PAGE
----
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Have a '11 Crown Vic with 290k miles and I've been having a problem with the windows fogging up all the way around. The defrost seems to be working about half the time. On humid rainy days it'll work for say a half hour keeping the windows clear, then the windows will fog hard for 10-15 mins. And then it might decide to start working again, back and forth it goes. When I started it just now the compressor clutch turns when the a/c is turned on, although I haven't had a chance to observe it when the windows are fogging.


A secondary problem it has is that it only blows air through the vents on the front of the dash, straight out into the cabin. The air flows only very weak out the defrost vent at the windshield or the floor. It does this on all settings. Although this might contribute somewhat to the problem, it seems like the a/c does completely cut out as the windows will still fog hard with the a/c set to on and on full fan. When it cuts off the air in the cabin feels immediately humid. One that that helps somewhat is to turn the temp toward cooler and it seems to not fog as much and gives it a chance to maybe clear the fog some.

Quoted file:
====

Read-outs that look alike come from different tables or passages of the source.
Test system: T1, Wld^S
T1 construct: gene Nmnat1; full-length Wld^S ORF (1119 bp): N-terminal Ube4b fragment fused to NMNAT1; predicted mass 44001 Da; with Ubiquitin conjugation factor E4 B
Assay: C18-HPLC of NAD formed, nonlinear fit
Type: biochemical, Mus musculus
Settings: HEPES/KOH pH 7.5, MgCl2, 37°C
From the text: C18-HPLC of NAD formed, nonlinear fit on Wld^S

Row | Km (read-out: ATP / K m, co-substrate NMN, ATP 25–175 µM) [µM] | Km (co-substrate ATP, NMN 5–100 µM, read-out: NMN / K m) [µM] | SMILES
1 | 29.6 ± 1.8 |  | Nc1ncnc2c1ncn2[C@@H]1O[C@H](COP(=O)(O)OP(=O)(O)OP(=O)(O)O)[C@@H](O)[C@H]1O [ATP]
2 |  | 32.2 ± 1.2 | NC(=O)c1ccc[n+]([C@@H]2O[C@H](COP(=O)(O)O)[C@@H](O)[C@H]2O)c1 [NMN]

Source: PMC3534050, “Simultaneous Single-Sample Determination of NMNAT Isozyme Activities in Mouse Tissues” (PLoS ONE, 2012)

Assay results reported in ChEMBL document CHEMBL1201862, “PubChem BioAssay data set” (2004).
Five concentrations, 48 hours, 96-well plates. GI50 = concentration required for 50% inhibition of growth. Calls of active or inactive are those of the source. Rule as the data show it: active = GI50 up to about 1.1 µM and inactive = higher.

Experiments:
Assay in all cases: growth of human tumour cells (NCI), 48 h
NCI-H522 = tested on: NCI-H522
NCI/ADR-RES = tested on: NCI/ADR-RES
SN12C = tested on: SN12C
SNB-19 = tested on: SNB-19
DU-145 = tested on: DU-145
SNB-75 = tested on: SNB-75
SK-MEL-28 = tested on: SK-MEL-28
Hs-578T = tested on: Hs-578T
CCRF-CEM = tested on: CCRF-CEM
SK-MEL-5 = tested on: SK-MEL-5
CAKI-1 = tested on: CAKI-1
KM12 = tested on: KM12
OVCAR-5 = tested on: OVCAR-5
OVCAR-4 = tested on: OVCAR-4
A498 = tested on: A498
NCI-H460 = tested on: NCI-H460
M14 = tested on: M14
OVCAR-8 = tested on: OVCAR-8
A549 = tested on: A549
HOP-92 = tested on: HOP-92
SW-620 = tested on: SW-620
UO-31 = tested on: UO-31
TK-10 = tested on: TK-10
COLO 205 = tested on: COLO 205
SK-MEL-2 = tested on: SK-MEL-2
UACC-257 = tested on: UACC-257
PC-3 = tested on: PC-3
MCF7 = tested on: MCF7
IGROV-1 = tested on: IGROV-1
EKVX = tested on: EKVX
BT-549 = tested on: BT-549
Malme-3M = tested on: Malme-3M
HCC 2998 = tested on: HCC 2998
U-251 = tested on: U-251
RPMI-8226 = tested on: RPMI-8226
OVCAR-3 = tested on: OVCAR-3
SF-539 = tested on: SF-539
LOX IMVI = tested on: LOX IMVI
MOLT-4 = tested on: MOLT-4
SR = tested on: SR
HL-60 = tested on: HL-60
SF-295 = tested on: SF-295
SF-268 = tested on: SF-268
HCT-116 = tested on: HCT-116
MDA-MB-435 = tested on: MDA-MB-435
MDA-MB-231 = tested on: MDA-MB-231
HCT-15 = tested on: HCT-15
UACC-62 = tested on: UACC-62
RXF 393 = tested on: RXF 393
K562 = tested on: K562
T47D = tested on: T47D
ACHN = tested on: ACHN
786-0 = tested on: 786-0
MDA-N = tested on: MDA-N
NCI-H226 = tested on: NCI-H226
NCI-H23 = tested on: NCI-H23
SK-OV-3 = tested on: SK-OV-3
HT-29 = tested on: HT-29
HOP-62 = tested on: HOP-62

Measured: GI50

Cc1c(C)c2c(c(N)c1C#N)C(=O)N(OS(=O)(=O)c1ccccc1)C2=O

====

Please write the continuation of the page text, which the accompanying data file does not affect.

I'm sure it's not my heater core leaking as I just had to replace it a few months back.

Any idea what's causing this or what I should do to start testing?

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I gotta say, I think it is time for a replacement for her....looking at the forum in which you have posted, you are having all sorts of issues with a car with a lot of miles on it...maybe it is time for a trade in.

Edited by twintornados

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You gotta get the HVAC doors working correctly, and achieve correct flow first. This still uses vacuum to control the mode doors. Defrost on, outside air door open is the default (no vacuum) setting, so either the door(s) are binding or something is going on in the control. THEN worry about what the AC clutch is or is not doing.